led floodlight

How to Choose the Right LED Floodlight

led floodlight

LED Flood lights, which are also known as security lights, are strategically placed to provide high quality lighting for areas such as over-head highway sign lighting, billboard lighting, building facades, and other similar applications. Targeting the correct flood light for different applications can be challenging due to the number of options available for these light fixtures. Here are some features to consider when deciding which flood light is right for you.

Lumens

With new led floodlight, shopping by lumens is more important than shopping by watts when choosing which energy-efficient led floodlight to purchase. While wattage measures the amount of energy required to light products, lumens measure the amount of light produced. This means that the more lumens the product has, the brighter the light source is. Instead of buying products based on how much energy they consume (watts), consumers should consider how much light they give us (lumens).

Wattage

Wattage is the measure of the led floodlight energy consumption – not how much light it puts out. Energy-efficient led floodlight use fewer watts to give off the same amount of brightness (lumens). Because of this, LEDs (which have typically low wattages when compared with lumens) not only help reduce energy usage but also lower electric bills.

Color Temperature

Color temperature refers to the color appearance of the light that comes from a light source. It’s an important performance characteristic to asses when evaluating led floodlight because the color temperature creates the mood of the space you are lighting and can thus influence buying behavior or work performance. The apparent color of a light source is measured in Kelvin. The higher the Kelvin temperature, the whiter the light.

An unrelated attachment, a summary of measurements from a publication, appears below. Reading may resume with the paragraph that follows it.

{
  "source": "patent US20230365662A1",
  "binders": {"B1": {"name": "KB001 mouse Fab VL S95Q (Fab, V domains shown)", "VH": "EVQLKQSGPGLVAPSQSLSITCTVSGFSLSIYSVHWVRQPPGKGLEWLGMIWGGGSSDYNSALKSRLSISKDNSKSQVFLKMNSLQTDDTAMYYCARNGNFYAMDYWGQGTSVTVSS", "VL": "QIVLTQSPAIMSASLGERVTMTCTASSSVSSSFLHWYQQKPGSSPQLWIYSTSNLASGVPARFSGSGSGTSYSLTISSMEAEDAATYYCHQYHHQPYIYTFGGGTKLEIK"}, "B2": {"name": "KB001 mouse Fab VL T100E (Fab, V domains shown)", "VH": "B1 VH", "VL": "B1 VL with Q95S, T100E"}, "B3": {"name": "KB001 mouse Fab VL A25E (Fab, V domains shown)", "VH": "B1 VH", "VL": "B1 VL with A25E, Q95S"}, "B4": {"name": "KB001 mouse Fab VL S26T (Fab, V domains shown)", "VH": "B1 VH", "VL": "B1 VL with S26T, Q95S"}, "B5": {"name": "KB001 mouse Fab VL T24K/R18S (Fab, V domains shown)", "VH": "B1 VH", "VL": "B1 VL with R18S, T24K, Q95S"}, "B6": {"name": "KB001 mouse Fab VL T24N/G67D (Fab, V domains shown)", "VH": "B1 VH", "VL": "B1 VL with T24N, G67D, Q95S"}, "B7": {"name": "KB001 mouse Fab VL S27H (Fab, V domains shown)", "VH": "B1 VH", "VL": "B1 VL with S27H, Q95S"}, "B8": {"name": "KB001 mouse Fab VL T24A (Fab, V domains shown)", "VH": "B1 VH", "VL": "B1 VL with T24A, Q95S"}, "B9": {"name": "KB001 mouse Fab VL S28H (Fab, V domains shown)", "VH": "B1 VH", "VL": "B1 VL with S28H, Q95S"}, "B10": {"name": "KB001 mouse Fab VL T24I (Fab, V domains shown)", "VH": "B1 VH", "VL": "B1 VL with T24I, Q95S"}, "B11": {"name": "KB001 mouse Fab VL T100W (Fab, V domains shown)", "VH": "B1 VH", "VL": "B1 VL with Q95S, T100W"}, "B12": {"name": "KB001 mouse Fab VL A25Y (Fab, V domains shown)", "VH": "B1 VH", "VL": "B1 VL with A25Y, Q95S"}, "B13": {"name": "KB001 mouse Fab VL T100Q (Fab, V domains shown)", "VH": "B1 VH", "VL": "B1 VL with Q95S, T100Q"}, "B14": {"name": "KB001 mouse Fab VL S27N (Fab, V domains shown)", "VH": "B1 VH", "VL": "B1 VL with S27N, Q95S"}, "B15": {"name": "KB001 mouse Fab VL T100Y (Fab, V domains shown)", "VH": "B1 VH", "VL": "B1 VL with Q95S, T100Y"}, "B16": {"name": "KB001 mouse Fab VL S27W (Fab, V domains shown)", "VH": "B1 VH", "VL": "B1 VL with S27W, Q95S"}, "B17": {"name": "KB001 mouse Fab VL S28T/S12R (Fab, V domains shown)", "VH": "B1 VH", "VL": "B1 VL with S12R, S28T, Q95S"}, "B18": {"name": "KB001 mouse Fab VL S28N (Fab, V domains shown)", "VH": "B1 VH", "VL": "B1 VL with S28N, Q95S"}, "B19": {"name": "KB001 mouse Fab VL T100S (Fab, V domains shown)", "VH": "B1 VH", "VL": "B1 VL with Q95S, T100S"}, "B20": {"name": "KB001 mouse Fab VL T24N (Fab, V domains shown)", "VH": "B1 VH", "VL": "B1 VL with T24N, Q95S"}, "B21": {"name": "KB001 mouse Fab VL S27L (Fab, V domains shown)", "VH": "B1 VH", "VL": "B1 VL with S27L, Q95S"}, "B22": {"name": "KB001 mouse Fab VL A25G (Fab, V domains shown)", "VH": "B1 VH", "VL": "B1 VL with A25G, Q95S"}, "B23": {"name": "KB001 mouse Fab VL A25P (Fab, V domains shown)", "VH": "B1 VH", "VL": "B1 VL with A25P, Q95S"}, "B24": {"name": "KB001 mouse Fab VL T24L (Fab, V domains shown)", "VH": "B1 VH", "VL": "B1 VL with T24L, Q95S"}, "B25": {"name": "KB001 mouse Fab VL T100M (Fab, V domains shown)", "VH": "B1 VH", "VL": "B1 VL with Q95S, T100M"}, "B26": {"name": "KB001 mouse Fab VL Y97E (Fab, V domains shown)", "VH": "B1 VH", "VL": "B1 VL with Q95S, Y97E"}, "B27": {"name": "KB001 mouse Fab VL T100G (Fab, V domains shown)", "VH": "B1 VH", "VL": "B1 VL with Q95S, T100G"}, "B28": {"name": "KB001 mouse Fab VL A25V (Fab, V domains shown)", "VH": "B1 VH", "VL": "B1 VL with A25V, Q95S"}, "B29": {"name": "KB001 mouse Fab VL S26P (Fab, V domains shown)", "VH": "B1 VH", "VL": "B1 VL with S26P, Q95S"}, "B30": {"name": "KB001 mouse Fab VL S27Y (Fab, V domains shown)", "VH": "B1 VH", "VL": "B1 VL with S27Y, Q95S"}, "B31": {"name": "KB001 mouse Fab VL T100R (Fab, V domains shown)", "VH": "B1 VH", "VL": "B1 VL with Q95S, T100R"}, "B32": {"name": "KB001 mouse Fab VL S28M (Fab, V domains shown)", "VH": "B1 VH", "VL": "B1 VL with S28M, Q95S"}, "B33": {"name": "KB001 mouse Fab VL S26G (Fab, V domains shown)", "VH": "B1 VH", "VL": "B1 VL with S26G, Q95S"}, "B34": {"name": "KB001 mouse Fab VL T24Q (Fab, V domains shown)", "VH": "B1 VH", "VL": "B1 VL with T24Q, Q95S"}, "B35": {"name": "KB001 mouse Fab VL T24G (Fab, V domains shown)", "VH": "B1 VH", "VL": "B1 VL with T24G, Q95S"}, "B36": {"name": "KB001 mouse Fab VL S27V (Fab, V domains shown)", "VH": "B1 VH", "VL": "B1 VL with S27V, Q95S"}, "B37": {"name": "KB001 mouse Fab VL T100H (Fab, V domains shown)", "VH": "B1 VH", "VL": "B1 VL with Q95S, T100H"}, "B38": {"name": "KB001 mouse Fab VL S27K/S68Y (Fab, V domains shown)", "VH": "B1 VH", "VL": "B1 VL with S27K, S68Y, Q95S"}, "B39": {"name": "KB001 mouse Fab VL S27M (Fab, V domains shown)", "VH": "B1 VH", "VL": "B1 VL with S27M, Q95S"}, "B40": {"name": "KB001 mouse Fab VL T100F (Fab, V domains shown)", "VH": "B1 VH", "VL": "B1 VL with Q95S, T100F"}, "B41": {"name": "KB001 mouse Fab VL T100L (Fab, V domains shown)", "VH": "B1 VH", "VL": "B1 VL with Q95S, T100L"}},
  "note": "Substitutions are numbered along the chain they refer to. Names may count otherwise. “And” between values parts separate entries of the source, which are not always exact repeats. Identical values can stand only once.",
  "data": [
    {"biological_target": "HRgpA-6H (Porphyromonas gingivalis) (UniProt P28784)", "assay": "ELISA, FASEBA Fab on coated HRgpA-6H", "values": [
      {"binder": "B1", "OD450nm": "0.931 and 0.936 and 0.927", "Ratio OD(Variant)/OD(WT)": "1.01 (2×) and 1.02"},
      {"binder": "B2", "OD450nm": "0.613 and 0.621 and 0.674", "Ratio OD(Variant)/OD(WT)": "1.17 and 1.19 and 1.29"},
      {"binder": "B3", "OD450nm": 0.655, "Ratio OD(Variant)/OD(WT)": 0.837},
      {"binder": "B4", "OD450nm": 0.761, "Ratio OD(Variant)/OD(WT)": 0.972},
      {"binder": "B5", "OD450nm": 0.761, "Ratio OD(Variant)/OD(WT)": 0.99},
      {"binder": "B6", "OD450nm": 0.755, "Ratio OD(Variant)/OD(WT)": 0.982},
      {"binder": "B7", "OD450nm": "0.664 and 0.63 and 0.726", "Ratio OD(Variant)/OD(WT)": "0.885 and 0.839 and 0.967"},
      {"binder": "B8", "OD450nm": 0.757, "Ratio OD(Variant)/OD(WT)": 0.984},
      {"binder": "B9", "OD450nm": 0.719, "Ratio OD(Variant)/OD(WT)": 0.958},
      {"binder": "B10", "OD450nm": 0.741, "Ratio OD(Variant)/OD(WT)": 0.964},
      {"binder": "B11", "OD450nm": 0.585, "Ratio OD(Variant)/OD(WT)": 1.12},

DLC Listed

When a fixture is DLC Listed (stands for Design Light Consortium) it may qualify for energy rebates by your local utility which can significantly reduce the cost of ownership. The qualified products list is a resource for program administrators, to help them decide which solid state lighting products to include in their energy efficiency promotions.

New style super thin Led floodlight which no need LED driver

Promotion New style super thin Led floodlight which no need LED driver

(1) Why led floodlight can work withour driver ?
No Driver, actually, it’s linear constant current driver with many ICs. We need to put many ICs on the LED Board to ensure the right input voltage and the right input current for the LEDs.

(2) Features:
1) We adopted linear constant current driver that makes the constant current accuracy 3%.
2) The ICs have over-temperature protection for the lamp. When the IC driver find the substrate temperature beyond 85 celsius, the lamp power reduces gradually to reduce heat. It will not turn off the lamp. When the temperature becomes normal, the lCs will stop the reduction of wattage. It really makes the lamp safer and usage longer.

3) The PCB is high thermal conductive, high insultation coefficient which ensure the wistand voltage is more than AC1500V and also reduce leakage danger.
That’s why the lamp can have better price and better performance.

Don’t be Blue : CREE introduce warm LED street light